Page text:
Arteriovenous access is required for haemodialysis in renal failure patients. The upper limb is generally preferred as a site, however, lower limb access can also be obtained. Ultrasound is the preferred modality for evaluation of the vessels prior to creating an access.
- arteriovenous fistula (AVF): most common
- arteriovenous graft
- venous catheter
A direct communication is created between an artery and vein. In due course of time, the caliber of the vein will increase and the wall will become thicker thus making it easier to puncture for hemodialysis. This is the most common method of approach.
This involves creating a communication between an artery and vein via a synthetic graft. The graft is placed subcutaneously and can be punctured at the time of hemodialysis. In cases of arteriovenous fistula failure a graft can be placed.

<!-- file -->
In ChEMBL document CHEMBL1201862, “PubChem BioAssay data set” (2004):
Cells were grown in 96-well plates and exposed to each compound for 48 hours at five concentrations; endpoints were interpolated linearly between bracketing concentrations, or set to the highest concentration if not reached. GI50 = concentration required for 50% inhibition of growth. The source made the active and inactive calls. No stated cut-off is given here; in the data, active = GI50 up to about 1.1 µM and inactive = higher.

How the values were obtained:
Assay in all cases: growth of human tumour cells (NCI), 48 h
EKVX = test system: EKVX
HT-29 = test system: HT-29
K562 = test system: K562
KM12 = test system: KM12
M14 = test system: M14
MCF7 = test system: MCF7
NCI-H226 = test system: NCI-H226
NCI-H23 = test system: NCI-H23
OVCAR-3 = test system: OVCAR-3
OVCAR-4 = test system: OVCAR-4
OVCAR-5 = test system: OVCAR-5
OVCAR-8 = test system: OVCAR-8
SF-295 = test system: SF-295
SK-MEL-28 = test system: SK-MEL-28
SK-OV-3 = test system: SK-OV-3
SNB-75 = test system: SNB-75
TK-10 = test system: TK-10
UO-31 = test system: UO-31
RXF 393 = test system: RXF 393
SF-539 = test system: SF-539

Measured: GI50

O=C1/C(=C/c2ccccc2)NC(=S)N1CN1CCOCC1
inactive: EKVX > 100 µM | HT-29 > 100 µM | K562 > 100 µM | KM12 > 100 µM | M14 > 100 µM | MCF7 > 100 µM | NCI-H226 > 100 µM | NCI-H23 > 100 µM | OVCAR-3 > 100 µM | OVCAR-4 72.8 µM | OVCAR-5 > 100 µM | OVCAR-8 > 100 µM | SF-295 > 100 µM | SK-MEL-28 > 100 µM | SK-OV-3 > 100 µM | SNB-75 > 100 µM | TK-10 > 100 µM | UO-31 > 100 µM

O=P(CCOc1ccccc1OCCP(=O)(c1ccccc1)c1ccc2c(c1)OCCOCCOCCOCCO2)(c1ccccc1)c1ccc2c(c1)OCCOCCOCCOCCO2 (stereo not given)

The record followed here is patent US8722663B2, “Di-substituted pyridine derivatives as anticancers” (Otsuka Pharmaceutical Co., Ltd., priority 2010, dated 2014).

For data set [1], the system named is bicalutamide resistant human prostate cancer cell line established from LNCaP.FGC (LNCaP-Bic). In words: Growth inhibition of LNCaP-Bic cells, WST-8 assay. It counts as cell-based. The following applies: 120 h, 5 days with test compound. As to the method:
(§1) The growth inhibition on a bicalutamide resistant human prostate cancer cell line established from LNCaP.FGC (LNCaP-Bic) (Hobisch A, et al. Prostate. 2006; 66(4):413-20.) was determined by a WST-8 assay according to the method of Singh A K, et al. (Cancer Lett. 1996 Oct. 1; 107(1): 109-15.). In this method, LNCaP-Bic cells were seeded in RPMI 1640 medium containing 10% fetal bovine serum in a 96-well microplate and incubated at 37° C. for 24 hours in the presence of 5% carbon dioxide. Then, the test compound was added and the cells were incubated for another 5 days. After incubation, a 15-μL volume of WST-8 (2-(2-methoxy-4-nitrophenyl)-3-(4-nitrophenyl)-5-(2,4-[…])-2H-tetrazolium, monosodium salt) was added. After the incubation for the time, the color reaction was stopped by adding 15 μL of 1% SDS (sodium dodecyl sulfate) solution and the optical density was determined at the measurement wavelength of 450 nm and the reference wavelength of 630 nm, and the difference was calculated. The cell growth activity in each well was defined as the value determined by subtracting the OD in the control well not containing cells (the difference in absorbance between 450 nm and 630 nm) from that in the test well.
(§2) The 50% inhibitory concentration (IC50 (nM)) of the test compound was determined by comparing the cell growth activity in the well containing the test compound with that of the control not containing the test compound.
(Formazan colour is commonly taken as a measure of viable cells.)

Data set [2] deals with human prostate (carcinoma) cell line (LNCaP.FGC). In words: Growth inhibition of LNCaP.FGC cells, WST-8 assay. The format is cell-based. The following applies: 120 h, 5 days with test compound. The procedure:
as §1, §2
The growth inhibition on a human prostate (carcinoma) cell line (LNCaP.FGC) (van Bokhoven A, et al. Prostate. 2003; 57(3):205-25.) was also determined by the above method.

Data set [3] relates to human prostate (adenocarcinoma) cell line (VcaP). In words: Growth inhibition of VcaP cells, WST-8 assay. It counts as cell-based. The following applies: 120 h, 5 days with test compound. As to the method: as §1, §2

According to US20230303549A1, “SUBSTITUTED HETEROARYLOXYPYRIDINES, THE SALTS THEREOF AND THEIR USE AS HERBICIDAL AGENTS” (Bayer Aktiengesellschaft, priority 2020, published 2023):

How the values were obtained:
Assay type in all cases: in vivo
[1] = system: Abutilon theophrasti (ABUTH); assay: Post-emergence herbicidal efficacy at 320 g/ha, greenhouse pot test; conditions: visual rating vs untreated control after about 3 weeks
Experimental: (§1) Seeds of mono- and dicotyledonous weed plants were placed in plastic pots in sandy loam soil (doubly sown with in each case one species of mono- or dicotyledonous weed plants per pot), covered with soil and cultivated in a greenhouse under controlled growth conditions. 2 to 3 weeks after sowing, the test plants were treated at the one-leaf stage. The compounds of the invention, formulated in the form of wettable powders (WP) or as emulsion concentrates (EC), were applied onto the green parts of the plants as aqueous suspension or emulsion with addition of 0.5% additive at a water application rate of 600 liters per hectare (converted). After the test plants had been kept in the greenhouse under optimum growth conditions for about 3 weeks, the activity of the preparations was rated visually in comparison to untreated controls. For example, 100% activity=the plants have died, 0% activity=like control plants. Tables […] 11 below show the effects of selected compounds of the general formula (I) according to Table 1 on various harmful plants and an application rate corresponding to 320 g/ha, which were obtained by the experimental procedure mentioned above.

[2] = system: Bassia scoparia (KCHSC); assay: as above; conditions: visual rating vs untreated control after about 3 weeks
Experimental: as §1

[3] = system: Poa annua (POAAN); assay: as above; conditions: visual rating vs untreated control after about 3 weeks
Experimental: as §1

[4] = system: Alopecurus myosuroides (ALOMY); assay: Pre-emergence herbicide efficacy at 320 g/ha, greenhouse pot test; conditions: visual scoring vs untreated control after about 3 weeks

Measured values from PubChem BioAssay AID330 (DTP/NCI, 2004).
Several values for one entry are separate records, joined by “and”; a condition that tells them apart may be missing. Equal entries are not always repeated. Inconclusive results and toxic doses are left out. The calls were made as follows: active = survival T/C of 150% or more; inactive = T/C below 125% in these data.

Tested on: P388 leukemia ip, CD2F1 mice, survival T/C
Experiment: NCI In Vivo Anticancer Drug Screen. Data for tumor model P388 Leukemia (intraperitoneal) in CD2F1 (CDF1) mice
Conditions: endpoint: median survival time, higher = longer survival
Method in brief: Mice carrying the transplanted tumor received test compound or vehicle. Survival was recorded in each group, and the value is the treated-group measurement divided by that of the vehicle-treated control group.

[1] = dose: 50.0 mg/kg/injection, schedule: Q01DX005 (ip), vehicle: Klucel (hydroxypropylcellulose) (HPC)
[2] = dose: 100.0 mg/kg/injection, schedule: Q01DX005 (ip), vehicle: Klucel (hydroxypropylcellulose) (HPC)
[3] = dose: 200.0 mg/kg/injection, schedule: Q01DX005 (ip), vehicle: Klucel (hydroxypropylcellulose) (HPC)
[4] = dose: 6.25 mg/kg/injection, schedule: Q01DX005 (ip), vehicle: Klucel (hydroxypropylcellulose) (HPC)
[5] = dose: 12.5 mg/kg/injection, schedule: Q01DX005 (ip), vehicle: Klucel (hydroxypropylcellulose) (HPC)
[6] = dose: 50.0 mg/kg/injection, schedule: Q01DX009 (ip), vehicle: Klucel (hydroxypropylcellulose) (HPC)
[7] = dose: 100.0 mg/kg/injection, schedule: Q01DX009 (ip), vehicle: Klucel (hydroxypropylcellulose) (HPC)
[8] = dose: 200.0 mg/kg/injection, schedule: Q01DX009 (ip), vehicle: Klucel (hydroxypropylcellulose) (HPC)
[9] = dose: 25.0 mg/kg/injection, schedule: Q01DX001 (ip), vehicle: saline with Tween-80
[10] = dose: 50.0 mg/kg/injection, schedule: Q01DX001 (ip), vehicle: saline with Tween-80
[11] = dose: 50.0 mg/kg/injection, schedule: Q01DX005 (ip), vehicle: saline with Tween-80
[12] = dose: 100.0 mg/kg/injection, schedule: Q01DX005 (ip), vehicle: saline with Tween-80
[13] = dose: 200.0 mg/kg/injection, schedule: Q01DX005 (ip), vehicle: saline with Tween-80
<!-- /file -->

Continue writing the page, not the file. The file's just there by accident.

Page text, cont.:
This involves placing a catheter (e.g. Vascath) in direct communication with one of the central veins. Generally used this is a last resort when the fistula and the graft have failed.